Table of Contents

## Problem Formulation

Have you ever wanted to get the index of an item in a nightmarish nested list of lists of…, with different lengths and datatypes?

# Multi-dimensional list: headache_list = [0, [[1, "", 2, "three"], [4, 5.0, [6, "seven"]], [8, 9], []]] # What is the index of element 8? print(headache_list.index(8))

Output:

ValueError: 8 is not in list

Well, you have found to the right place!

*💬 Follow me through this step-by-step tutorial, and you’ll end up with an elegant functional solution to create a multi-dimensional indexing solution for nested Python lists. You don’t need any external modules.*

## Naive Solution for 2D List

Things would be easier if we had to deal with nested lists of the same known length and depth.

If we have a simple two-dimensional “matrix” stored in the list, we can hard-code indexes or use list comprehensions and generator expressions in five steps:

**Step 1.**Determine all rows with query element**Step 2.**Take first row with query element**Step 3.**Determine row index**Step 4.**Determine column index**Step 5.**Print result

Here’s the Python code that outlines the exact implementation of each step:

my_list = [[1, 2, 3], [4, 5, 6], [7, 8, 9]] query = 8 ########### # What is the index of query in my_list? ########### # Step 1. Determine all rows with query element rows = [row for row in my_list if query in row] # Step 2. Take first row with query element r = rows[0] # Step 3. Determine row index i = my_list.index(r) # Step 4. Determine column index j = r.index(query) # Step 5. Print result print(f'List: {my_list}') print(f'Index of element {query} in list is ({i}, {j})') print(f'my_list[{i}][{j}] =', my_list[i][j])

But we are finxters, and we are not satisfied with easy but incomplete solutions.

So let’s think about how to approach the problem of having lists of different depths, lengths, and data types… Recursion!

## Recursive Solution for General Problem

**Solution Overview:**

We will recursively compare the object of which we want to find the index with each element of the list of lists until we have a match.

We will use `enumerate()`

to get the index of the iterable element we will search on.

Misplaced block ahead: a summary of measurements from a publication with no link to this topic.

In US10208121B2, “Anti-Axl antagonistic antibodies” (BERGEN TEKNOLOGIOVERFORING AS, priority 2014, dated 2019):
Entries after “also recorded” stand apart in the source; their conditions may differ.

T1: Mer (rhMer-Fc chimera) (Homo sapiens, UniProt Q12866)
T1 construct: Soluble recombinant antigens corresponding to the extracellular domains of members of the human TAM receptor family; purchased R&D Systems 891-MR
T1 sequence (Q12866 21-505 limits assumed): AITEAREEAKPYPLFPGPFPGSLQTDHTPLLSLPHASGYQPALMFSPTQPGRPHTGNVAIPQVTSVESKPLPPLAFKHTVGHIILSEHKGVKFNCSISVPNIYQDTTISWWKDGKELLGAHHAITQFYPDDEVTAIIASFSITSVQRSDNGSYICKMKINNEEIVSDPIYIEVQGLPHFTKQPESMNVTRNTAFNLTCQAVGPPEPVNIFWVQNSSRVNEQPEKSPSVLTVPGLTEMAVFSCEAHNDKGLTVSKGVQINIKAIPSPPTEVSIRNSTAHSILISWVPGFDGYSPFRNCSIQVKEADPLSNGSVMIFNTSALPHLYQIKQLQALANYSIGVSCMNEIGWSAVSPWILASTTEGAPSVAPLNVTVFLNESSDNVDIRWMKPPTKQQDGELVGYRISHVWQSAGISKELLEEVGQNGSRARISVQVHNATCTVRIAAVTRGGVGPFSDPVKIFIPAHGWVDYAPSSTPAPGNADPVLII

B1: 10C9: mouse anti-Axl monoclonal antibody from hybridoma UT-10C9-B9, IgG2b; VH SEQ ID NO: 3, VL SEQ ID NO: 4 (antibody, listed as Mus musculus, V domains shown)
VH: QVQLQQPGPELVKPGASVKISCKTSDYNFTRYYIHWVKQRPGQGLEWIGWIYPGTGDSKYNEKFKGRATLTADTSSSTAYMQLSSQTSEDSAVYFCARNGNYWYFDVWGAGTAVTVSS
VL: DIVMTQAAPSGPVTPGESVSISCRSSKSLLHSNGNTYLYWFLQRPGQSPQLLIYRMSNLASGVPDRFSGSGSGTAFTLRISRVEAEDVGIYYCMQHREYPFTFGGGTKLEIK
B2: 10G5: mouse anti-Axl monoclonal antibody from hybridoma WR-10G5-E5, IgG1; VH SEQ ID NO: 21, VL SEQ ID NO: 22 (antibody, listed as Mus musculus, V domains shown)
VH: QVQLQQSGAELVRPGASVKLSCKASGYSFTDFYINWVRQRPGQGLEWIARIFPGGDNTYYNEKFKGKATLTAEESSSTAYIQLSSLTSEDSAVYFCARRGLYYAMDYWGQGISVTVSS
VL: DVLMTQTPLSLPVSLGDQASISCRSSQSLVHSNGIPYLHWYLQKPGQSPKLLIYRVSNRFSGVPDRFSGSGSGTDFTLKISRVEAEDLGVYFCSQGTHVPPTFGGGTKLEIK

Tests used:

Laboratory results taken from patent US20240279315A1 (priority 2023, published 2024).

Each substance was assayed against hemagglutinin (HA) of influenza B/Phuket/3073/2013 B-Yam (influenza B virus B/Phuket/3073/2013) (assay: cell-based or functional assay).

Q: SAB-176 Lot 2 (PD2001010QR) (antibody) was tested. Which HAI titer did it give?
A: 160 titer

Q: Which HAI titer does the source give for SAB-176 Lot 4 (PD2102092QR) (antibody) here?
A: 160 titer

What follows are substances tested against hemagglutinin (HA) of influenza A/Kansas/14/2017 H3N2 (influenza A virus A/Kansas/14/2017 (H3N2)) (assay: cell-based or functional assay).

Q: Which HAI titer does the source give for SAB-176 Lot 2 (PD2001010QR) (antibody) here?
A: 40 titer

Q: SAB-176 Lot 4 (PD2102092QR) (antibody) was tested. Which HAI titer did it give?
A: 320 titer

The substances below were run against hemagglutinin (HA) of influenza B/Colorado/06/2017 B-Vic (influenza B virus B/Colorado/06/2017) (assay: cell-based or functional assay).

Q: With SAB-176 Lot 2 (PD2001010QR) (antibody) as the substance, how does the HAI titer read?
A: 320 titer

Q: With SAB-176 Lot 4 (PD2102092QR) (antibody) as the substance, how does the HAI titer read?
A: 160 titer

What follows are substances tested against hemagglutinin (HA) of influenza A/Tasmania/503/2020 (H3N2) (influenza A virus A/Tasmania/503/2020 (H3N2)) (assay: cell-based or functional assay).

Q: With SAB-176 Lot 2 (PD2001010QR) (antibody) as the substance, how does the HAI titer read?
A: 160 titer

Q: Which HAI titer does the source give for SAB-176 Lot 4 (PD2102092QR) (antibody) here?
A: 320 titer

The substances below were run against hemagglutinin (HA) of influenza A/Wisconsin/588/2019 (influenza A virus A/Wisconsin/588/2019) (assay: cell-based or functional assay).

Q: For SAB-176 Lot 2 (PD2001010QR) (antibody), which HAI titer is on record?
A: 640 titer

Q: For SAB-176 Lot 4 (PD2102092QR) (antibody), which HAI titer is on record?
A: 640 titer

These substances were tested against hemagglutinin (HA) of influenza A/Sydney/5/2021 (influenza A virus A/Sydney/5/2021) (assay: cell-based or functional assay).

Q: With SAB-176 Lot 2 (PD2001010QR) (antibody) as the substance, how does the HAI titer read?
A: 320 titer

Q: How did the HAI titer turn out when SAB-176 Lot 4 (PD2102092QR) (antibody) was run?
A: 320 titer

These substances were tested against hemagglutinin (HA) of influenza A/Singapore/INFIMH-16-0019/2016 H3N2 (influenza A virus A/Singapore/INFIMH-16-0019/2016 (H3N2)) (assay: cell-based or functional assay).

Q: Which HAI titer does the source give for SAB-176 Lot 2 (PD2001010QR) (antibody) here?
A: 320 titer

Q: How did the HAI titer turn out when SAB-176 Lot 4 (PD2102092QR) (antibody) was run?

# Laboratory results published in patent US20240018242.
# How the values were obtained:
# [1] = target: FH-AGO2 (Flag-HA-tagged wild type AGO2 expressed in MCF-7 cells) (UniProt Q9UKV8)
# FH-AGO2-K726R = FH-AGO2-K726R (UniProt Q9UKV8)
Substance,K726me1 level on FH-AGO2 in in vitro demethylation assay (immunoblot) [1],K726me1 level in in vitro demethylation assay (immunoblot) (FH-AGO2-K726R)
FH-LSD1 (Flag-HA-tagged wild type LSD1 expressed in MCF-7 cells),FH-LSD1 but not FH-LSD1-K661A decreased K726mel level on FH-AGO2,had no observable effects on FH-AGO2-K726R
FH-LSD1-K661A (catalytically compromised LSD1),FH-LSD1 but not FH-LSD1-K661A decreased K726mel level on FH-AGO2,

- If there is a match, we return an empty list in which we will insert the indexes that led us there.
- If there is no match, we return a
`None`

object.

We will know that we have reached the end of each branch of the list if the next element on which we want to iterate is not iterable.

We will use try-except to catch the `TypeError`

when using `enumerate()`

with a non-iterable argument.

**Problem:** What if we have an empty or single-character string?

It is iterable, and we would enter an infinite loop when iterating over it since an enumerate object is not `None`

:

>>> type(enumerate("")) <class 'enumerate'>

To solve this, we will use a condition to check if the object we would iterate over next is a string and if its length is `<= 1`

. If it evaluates as `True`

, we will return `None`

, and we’ll go to the next potential branch.

If we finish every possible branch without a match, we will gracefully unwind and return `None`

.

If we had a match, we would have returned an empty list `[]`

which is not `None`

, so the condition to insert every index recursively in the first position of the list would kick in, and we would return a list of indices to show off our awesome skills.

Here is my solution with some examples:

def nested_index(item, chaos): # Return empty list to fill with indexes if item found if item == chaos: # Found item! # Return an empty list that is a 'not None' # object which will end recursion. return [] # If 'chaos' is an empty or single char string, with no # match, we're out of luck! We don't want to fall into a # pit of endless recursion, so we return None. if isinstance(chaos, str) and len(chaos) <= 1: return None # If 'chaos' is not iterable, this is a dead-end! try: # Here's the beauty of recursion! for index, heap in enumerate(chaos): index_list = nested_index(item, heap) # Time to check our heap... if index_list is not None: # We've found it! Time to unwind the results :D index_list.insert(0, index) return index_list except TypeError: pass # We haven't found what we were looking for, too bad... return None

Let’s apply this `nested_index()`

function to a number of examples to understand how it is used:

headache_list = [0, [[1, "", 2, "three"], [4, 5.0, [6, "seven"]], [8, 9], []]] print(nested_index(8, headache_list)) print(nested_index(5.0, headache_list)) print(nested_index([8, 9], headache_list)) print(nested_index("seven", headache_list)) print(nested_index("v", headache_list)) print(nested_index("", headache_list)) print(nested_index([], headache_list)) print(nested_index(headache_list, headache_list)) print(nested_index("finxter", headache_list))

The output is:

[1, 2, 0] [1, 1, 1] [1, 2] [1, 1, 2, 1] [1, 1, 2, 1, 2] [1, 0, 1] [1, 3] [] None

Here you can see the function working step by step:

This solution is based on Daniel Kullmann’s answer in this SO post.

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